April is National Poetry Month, and to mark the occasion we'll be sharing some of our favourite poems from collections we've published over the years. Today, we're sharing some excerpts from Correspondent by Dominique Bernier-Cormier and taking a closer look at the collection with an overview by Emma Faulkner.
From now until the end of June, we're offering 50% off our eBooks and free shipping in Canada on orders over $25!
Excerpt from Correspondent
by Dominique Bernier-Cormier
A red M hangs like fangs above the mouth of the metro. We
step onto the escalator, imagine it’s the throat of a Soviet sea
monster. So deep we can’t see the bottom. I let myself get
swallowed, look at the white marble ceiling, the dark veins.
Crystal chandeliers shine like teeth. My mother whispers
magnifique, hiver nucléaire. Murals of red-cheeked boys raising
their fists into storms. I get split up, caught in a current of
arms and shawls, foreign tongues. My mother grabs my hand.
T’es dans les nuages? Tiens ma main. On the platform, a wind
that comes from nowhere, everywhere. The doors opening
with the soft sound of curtains. Towards the heart of the city,
a man’s voice announces the stops. Away from it, a woman’s.
We sing along to the only Russian song we know:
осторожно, двери закрываются: Caution, the doors are closing.
In this impressive debut collection, Dominique Bernier-Cormier describes memories of snow falling on Quebec City’s copper roofs, scientists tracking the location of a sinking submarine near the Russian Coast, and everything in between. Images of children flipping bright kopecks at a dancing bear outside a flea market, or a translator awaking from a suicide bombing with ears ringing are some of the vibrant and moving portraits the poet crafts through his ability to weave story and scenery, real and surreal, to create a masterpiece of experience which is not confined by the boundaries of place. Bernier-Cormier is not afraid to shock readers, with his traumatic and unbelievable descriptions of extraordinary events. In one poem, a young boy watches his father report the news on TV as hostages hold wet handkerchiefs to their mouths.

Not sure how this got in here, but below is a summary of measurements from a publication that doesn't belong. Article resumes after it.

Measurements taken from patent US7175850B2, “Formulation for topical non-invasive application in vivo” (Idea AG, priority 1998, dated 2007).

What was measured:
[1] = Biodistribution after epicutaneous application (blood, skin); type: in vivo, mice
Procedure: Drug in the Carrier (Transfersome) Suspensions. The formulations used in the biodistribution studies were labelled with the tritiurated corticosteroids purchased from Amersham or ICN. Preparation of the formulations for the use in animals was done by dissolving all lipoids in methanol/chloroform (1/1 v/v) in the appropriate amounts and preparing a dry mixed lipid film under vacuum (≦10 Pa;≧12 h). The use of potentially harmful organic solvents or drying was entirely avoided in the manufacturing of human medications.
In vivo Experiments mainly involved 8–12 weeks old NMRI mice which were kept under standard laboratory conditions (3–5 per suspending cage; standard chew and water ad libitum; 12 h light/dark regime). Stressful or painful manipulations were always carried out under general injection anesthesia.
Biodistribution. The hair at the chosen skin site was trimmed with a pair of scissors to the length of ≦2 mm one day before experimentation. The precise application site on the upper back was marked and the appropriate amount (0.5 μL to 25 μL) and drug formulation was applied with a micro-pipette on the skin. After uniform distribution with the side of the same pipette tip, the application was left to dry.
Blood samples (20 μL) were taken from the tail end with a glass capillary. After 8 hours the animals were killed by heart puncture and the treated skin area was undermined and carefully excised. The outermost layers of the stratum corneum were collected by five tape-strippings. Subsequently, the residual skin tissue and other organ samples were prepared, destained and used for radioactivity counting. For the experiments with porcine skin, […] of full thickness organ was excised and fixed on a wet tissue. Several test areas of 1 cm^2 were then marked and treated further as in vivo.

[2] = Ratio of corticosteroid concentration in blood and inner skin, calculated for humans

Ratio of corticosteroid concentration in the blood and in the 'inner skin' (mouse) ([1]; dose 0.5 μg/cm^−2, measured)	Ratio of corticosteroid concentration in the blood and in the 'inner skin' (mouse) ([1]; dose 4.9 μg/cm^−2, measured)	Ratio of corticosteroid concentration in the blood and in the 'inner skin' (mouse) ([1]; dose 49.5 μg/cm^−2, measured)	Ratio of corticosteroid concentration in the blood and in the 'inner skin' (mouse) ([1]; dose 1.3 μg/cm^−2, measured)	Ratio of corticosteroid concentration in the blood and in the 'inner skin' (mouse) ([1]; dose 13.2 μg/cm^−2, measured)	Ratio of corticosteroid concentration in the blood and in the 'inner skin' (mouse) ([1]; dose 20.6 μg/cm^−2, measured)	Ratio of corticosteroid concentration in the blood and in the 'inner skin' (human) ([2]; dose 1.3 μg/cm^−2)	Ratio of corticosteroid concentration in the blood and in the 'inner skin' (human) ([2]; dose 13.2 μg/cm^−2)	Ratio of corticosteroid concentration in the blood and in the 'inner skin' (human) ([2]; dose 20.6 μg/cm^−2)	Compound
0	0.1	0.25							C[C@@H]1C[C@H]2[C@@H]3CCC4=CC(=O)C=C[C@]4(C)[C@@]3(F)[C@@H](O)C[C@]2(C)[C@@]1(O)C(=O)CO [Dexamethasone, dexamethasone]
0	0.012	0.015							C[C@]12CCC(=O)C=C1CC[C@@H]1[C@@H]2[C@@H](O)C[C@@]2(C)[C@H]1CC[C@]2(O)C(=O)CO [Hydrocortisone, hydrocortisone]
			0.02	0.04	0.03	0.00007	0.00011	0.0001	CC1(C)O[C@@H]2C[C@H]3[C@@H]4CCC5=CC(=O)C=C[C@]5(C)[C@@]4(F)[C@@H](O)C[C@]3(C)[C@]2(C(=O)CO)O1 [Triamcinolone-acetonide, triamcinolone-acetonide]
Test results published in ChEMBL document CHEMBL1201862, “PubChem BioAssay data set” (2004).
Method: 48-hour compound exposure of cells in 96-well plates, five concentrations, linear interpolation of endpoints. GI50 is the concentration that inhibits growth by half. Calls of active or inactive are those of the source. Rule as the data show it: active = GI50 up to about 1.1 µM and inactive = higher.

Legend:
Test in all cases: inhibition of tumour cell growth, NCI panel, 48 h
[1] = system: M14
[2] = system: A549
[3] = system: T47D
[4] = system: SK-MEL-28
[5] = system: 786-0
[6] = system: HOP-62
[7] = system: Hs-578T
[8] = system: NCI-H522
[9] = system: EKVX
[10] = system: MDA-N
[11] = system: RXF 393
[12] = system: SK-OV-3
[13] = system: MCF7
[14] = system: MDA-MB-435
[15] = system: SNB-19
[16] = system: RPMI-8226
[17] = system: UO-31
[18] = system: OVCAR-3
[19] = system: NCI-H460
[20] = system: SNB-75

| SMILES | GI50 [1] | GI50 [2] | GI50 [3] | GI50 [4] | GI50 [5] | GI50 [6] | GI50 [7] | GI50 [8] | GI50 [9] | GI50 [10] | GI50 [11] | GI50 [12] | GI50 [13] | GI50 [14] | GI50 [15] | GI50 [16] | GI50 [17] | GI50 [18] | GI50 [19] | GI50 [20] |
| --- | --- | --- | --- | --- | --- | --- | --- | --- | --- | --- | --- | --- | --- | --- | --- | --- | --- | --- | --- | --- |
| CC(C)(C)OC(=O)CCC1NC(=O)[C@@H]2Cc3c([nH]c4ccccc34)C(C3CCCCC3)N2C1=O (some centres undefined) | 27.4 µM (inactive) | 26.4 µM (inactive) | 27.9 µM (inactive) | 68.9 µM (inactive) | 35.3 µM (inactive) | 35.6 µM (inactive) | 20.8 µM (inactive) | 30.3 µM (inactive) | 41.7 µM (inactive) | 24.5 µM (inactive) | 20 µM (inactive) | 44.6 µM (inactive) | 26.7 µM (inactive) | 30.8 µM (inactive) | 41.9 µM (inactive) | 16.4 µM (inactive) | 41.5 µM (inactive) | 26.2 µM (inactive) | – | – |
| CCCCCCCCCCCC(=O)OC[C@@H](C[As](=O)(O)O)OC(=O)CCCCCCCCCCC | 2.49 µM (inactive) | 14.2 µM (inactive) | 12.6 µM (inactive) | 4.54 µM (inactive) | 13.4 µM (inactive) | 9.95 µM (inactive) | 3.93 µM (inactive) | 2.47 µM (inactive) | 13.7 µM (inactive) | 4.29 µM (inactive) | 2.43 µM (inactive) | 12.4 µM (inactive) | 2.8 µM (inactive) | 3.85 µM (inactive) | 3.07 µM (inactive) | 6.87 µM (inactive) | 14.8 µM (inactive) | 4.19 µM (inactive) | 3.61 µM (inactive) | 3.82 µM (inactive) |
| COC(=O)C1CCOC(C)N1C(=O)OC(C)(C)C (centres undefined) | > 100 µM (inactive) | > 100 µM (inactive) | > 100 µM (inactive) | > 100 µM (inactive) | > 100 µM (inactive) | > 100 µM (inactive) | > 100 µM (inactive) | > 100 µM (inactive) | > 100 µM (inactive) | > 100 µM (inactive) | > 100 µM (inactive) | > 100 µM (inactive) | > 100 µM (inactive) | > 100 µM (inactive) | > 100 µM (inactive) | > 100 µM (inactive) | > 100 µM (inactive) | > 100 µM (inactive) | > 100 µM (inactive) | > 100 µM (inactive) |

Readers can expect to find in Correspondent poems of vivid scenery, surreal conditions, and extraordinary detail. Here is an example of what to expect when you pick up a copy of this startling collection:
Across the street, a red sun sets the windows of the Hotel Ukraina on fire. The tallest of Stalin's seven sisters. We huddle on the couch in our pyjamas. My mother holding a remote in her lap. Static sky, bad reception. The TV clearing its throat. My father's body, cut in half, moving up and down the screen.
Correspondent features three long prose poems, each divided into 19 sections, fusing images of bucolic coastal summers, a father fixed by a television broadcast, and the colours of a Moscow winter with vividly depicted scenes of gunfire, media scrums, and live reporting. In this unusual hybrid of the personal and the historical, Bernier-Cormier tenders alternating perspectives on what is said, what is seen, and where the silence begins.
Dominique Bernier-Cormier was born in Quebec and spent the summers of his childhood on New Brunswick’s Acadian coast. But he grew up in Moscow, Paris, and Beijing, where his father worked as a foreign correspondent for CBC/Radio Canada television. Bernier-Cormier won the Fiddlehead’s Ralph Gustafson Prize for Best Poem in 2017 for “Fabric.” His poems have also been shortlisted for the Montreal International Poetry Prize, Arc’s Poem of the Year Award, CV2’s Young Buck Poetry Prize, and a National Magazine Award. His chapbook, Englishing, was published by Frog Hollow Press in spring 2017.